One of the first things that happens when a couple decides to split up is that they start living in separate places. That seems like the normal course of events. And one of the common issues you hear about when a divorce is finalized is child custody arrangements. But what about child custody during the period of separation? Sometimes, that period can last for a long time.
The number one consideration in child custody under California law is the “best interest of the child.” This is true whether a court must make a determination while a divorce is pending or when it is actually granted.
A separating couple has the right to decide how to manage child custody and rearing. Similarly, they have the right to come to terms on child custody that will endure even after a divorce is granted. The difference is that a court must order the arrangements when the divorce is finalized. Prior to that point, a court will not be involved in child custody arrangements unless asked to do so by either or both parties.
According to California law, when a petition for divorce is filed, it may be accompanied by a petition for a temporary custody order. A petition for custody may also be filed any time after the filing of the divorce petition. If both parties are in agreement as to the custody of the children, the court will usually enter an order granting the temporary custody—so long as their agreement is in the best interest of the child. If the parents do not agree, the court is empowered to grant a temporary custody order based only on the requesting party’s petition. Within 20 days, however, the court will hold a hearing to allow both parents to argue about the appropriateness of the order.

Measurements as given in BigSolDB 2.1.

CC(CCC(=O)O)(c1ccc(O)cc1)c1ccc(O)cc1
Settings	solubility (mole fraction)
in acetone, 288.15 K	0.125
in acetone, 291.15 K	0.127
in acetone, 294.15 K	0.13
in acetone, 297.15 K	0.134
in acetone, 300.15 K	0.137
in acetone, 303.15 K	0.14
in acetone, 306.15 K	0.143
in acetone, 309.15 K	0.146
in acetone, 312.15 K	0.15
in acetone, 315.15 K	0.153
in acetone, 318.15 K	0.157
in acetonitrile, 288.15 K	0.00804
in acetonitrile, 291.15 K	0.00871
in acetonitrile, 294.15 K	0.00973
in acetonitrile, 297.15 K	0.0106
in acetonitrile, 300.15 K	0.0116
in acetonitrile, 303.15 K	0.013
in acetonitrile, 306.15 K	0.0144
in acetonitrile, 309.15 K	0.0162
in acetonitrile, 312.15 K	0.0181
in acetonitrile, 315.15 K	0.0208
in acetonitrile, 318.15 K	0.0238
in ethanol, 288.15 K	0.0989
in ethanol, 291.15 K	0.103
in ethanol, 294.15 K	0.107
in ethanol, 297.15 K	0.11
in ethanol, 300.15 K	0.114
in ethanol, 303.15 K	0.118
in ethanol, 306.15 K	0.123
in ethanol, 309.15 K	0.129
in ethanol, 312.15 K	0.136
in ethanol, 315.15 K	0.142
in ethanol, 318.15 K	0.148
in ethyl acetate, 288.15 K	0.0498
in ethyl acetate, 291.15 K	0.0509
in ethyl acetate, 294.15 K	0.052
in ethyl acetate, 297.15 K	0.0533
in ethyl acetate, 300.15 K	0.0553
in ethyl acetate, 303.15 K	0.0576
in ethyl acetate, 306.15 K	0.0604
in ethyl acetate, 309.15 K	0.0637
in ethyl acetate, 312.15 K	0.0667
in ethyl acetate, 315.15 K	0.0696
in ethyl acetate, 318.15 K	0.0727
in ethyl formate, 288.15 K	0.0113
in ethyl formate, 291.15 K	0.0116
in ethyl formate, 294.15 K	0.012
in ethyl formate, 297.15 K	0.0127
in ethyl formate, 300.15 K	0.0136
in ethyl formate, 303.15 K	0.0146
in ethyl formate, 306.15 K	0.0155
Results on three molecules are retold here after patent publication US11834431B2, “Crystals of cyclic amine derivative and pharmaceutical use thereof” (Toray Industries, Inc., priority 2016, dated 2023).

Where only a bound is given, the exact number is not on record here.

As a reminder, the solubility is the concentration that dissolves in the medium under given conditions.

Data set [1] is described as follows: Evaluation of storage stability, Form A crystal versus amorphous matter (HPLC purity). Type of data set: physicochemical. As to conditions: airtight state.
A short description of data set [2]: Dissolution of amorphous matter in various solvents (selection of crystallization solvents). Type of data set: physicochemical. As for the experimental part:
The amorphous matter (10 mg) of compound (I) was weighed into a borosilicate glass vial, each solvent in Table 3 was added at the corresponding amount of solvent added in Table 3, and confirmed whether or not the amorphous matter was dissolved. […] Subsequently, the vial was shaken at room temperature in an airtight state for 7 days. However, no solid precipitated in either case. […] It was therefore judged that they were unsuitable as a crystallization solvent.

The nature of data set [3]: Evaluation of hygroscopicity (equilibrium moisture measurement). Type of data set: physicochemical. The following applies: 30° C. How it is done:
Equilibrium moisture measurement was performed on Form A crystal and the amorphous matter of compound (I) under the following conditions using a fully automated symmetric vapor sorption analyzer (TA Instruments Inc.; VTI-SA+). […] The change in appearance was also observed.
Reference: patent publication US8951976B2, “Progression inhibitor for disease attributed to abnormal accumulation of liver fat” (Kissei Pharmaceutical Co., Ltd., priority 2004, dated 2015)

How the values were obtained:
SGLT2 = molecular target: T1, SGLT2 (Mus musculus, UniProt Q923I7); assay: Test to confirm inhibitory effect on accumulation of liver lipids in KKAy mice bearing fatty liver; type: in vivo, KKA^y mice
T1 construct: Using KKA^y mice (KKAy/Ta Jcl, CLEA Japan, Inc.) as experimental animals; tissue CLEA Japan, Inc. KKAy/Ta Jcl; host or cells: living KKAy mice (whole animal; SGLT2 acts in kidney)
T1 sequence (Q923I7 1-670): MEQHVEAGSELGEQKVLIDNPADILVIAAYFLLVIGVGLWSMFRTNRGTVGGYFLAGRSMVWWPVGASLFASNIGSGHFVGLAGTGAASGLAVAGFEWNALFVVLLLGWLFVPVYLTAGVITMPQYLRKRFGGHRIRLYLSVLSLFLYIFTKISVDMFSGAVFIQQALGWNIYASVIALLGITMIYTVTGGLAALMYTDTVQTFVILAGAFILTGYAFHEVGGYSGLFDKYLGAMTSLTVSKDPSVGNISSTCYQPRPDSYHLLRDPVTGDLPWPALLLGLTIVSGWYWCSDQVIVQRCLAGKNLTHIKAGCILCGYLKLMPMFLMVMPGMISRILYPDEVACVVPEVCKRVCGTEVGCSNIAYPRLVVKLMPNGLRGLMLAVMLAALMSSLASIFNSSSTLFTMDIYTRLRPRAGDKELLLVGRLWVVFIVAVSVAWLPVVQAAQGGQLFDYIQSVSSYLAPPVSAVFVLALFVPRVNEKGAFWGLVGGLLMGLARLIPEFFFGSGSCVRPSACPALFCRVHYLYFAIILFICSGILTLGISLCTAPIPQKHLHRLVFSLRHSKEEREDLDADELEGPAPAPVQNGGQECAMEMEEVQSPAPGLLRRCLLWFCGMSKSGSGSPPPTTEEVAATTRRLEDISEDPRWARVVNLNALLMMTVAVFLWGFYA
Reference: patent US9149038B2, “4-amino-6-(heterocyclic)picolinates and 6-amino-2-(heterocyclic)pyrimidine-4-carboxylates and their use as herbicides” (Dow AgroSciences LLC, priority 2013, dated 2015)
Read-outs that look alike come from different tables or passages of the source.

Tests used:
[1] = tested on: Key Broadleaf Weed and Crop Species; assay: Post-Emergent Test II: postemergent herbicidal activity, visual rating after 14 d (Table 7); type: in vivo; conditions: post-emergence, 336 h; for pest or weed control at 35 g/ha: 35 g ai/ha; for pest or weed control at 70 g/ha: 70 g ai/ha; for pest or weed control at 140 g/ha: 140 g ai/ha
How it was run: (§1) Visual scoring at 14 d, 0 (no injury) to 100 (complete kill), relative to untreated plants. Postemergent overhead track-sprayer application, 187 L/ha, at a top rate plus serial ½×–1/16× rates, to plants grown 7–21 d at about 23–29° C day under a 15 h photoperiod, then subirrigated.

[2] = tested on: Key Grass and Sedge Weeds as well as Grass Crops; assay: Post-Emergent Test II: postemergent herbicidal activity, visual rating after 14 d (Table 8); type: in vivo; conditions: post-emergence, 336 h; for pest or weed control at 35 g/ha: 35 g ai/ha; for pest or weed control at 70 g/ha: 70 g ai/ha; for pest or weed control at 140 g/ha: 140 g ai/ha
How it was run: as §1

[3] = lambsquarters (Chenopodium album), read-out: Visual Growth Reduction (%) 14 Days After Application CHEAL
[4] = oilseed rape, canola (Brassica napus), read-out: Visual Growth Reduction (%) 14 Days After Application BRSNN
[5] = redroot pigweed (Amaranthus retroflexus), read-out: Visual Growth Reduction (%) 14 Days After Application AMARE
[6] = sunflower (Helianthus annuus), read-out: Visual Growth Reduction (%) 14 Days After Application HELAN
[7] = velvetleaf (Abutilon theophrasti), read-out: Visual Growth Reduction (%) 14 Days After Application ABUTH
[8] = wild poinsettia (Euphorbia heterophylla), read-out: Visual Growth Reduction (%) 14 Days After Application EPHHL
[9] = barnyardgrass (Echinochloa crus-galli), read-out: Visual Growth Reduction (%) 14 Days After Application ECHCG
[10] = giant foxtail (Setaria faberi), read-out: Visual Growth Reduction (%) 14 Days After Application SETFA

Granting an order of custody based only one party’s request (known as an ex parte order) may only be made when it has been shown that immediate harm to the child may occur or that the child will be removed from the state. In that regard, when granting an ex parte custody order, the court is also required to enter an order to restrain the parent gaining temporary custody from removing the child from the state during pendency of the custody issue.
The attorneys at the Law Offices of Judy L. Burger have extensive experience in family law matters, including temporary and permanent child custody orders. We can help you put your best foot forward in advocating for the best interest of your children. Contact us today to learn how our attorneys can help you in your case: (415) 293-8314.